Elle Moxley

Elle covers education for KCUR. The best part of her job is talking to students. Before coming to KCUR in 2014, Elle covered Indiana education policy for NPR’s StateImpact project. Her work covering Indiana’s exit from the Common Core was nationally recognized with an Edward R. Murrow award. Her work at KCUR has been recognized by the Missouri Broadcasters Association and the Kansas City Press Club. She is a graduate of the University Of Missouri School Of Journalism. Elle regularly tweets photos of her dog, Kingsley. There is a wounded Dr. Ian Malcolm bobblehead on her desk.

Elle Moxley / KCUR 89.3

Kansas City area schools are making a final push to get families to fill out the 2020 census.

The census is critically important to schools, but a third of Kansans haven’t been counted yet. The U.S. Census Bureau has said it will stop counting a month early, on Sept. 30.

"When we don’t have an accurate census count, we have a harder time meeting the needs of all the children and families in the community," said J.C. Cowden, a pediatrician at Children’s Mercy Hospital involved in census outreach.

UPDATED, 10:50 a.m. Wednesday — Middle and high school students in Kansas should wear face masks in schools next year, and buildings will be closed for a cleaning anytime someone tests positive for the coronavirus.

Kansas school districts are trying to budget for some pretty big unknowns right now.

No one knows if it will even be safe to have students in schools in August, and everyone’s worried about the $650 million hole COVID-19 blew in the state’s budget. Administrators are worried that if the state’s economy doesn’t rebound soon, they’ll have to make deep cuts in the middle of next school year.

Update: 2:30 p.m. Monday 

Kansas’ single confirmed coronavirus patient has been admitted to the University of Kansas Health Systems hospital.

The Johnson County woman, who was announced to have tested positive for the COVID-19 virus on Saturday, was admitted to the Kansas City, Kansas, hospital after self-isolating at home.

Kansas and Missouri are at low risk for the coronavirus, but schools in the Kansas City metro are having “robust conversations” about how to protect students in case an outbreak occurs in the U.S. 

Their solutions include teleschool, a way to disinfect a whole classroom at a time and the old standby: If you’re sick, stay home.

Schools across the country are so fed up with students vaping on campus that they're suing the e-cigarette manufacturer Juul Labs.

Multiple districts filed lawsuits on Monday, including school systems in Olathe, Kan.; St. Charles, Mo.; Long Island, N.Y.; and La Conner, Wash. Three of those suits charge that Juul has hooked a generation of young smokers with its sweet flavors, placing a burden on schools.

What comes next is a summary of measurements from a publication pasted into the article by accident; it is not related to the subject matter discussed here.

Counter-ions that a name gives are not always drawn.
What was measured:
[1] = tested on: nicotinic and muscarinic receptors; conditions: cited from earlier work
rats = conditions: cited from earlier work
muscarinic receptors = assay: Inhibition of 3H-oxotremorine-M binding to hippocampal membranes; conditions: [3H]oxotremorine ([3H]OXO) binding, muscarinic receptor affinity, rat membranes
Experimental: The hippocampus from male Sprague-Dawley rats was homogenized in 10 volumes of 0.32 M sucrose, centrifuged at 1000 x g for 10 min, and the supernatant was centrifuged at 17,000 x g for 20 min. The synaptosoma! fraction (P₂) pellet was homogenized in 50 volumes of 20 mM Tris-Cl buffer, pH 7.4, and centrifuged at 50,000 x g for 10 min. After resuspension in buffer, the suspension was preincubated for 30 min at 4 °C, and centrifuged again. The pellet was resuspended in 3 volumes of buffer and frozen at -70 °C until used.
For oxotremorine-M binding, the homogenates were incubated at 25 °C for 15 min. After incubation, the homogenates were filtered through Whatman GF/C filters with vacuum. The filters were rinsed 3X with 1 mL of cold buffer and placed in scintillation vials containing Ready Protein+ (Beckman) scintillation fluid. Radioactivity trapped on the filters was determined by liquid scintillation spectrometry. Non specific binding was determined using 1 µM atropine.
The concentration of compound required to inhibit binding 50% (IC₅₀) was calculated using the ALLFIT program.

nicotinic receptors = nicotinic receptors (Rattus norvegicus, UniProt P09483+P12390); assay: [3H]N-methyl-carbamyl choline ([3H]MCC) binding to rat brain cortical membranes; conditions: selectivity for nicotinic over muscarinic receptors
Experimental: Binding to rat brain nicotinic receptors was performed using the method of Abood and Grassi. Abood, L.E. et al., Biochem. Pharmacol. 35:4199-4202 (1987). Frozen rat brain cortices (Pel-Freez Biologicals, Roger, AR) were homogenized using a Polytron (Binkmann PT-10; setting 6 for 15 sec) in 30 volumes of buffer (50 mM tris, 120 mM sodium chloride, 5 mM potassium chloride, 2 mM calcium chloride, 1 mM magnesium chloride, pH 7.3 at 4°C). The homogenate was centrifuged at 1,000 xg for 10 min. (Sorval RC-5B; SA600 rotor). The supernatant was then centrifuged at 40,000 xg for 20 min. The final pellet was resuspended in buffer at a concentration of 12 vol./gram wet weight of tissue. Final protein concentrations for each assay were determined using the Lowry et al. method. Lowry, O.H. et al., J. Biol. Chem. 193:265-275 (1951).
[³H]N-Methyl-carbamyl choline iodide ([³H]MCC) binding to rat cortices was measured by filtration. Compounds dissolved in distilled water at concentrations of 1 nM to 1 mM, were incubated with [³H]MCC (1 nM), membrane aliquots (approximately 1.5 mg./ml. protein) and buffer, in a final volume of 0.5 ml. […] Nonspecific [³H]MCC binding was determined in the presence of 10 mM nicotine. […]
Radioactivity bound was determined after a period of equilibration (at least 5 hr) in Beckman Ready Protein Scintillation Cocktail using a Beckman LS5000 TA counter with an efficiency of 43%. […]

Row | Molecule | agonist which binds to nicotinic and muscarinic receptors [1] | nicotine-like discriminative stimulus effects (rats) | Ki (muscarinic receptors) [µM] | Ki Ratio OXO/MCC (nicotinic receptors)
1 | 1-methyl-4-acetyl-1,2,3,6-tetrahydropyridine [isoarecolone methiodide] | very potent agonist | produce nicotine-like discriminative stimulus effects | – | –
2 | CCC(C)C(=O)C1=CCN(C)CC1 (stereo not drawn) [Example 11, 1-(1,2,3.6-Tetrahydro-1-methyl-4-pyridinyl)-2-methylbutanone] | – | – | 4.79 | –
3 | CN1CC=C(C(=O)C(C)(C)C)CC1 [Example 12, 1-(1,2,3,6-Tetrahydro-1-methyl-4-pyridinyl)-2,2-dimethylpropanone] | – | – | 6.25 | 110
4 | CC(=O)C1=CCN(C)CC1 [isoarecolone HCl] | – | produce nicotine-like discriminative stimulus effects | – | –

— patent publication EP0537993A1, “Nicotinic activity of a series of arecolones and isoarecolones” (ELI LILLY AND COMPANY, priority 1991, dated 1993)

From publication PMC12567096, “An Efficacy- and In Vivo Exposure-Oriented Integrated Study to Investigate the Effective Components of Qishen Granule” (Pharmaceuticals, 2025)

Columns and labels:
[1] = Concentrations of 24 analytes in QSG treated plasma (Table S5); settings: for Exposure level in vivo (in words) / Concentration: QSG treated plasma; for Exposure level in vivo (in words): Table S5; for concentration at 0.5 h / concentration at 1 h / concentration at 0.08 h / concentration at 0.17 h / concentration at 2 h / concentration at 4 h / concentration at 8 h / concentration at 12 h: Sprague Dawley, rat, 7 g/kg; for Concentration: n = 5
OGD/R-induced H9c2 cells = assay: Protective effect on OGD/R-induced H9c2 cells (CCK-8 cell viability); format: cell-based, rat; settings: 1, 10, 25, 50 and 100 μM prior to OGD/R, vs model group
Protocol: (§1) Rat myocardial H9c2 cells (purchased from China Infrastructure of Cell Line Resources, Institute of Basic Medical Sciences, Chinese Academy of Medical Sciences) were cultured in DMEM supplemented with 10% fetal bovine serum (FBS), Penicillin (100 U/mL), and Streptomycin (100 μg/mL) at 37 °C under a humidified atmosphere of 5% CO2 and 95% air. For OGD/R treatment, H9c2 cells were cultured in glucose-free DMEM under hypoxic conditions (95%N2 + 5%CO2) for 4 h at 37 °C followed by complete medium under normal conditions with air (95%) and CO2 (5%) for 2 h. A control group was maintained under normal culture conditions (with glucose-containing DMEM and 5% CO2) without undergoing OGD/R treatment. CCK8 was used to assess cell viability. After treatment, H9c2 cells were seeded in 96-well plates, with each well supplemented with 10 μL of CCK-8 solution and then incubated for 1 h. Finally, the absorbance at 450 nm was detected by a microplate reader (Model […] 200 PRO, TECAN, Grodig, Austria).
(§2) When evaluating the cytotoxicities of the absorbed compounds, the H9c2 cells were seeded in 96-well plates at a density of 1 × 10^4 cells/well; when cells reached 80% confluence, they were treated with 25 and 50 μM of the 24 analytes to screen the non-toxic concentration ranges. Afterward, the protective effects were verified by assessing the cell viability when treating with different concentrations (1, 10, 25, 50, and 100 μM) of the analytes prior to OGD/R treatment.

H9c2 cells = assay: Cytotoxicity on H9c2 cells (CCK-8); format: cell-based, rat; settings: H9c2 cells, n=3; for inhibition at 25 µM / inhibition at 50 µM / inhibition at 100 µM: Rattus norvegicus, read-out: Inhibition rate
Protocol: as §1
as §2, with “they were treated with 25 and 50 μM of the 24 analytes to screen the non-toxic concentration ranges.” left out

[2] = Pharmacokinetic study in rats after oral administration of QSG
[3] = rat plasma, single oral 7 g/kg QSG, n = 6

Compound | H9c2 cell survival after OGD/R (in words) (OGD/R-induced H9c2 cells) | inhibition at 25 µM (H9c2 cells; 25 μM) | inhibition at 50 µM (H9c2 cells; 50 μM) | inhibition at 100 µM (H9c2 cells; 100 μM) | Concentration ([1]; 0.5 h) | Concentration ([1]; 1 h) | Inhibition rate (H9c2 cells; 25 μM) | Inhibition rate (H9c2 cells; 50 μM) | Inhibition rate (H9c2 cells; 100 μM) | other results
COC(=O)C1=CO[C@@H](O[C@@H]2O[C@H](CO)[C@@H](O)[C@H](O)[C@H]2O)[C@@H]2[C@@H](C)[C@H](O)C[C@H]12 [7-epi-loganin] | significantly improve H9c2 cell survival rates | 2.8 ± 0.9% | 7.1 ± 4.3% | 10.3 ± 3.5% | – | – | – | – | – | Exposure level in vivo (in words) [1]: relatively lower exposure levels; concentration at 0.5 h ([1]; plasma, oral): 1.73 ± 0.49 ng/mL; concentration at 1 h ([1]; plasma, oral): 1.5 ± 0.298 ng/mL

Updated at 7:00 a.m. Oct. 7 — Celeste Trevino was dancing with a "friend of a friend" early Sunday morning at Tequila KC. It was about a half-hour before closing time when two men came into the close-knit neighborhood bar in Kansas City, Kansas. One of the men walked toward the pair.

“We were talking and dancing,” she said through tears at a Sunday night vigil, “and the next thing I knew, he wasn’t there anymore.”

Her dance partner, whom she called Ever, was killed, along with three other Latino men ranging in age from their mid 20 to late 50s. Five others were wounded. Police said they don’t believe the shooting was racially motivated — but said it wasn’t random, either.

The Olathe School District on Friday voted to authorize a lawsuit against the nation’s leading maker of electronic cigarettes, saying the widespread use by students of vaping devices is endangering their health and disrupting their education.

In a news release issued after it approved the suit, the district said that it “understands the threat to student health and is taking action against the epidemic.”

For more than 100 years, Eudora had a weekly newspaper.

“We were able to have a sports reporter, somebody that would come out when we had a structure fire and report on it,” said Mayor Tim Reazin, who moved to Eudora in 1997. “We had somebody that sat through the city commission meetings with us.”

But since 2004, more than 1,800 newspapers have folded, a third of them in rural communities. Eudora residents lost their paper in 2008. Reazin says the result is citizens are less informed – and starved for coverage.

Updated, 2:53 p.m. Thursday: Missouri Gov. Mike Parson declared a state of emergency Thursday, following flooding along the Missouri River.

Thursday morning the river breached a levee near Winthrop, Missouri, across from Atchison, Kansas. 

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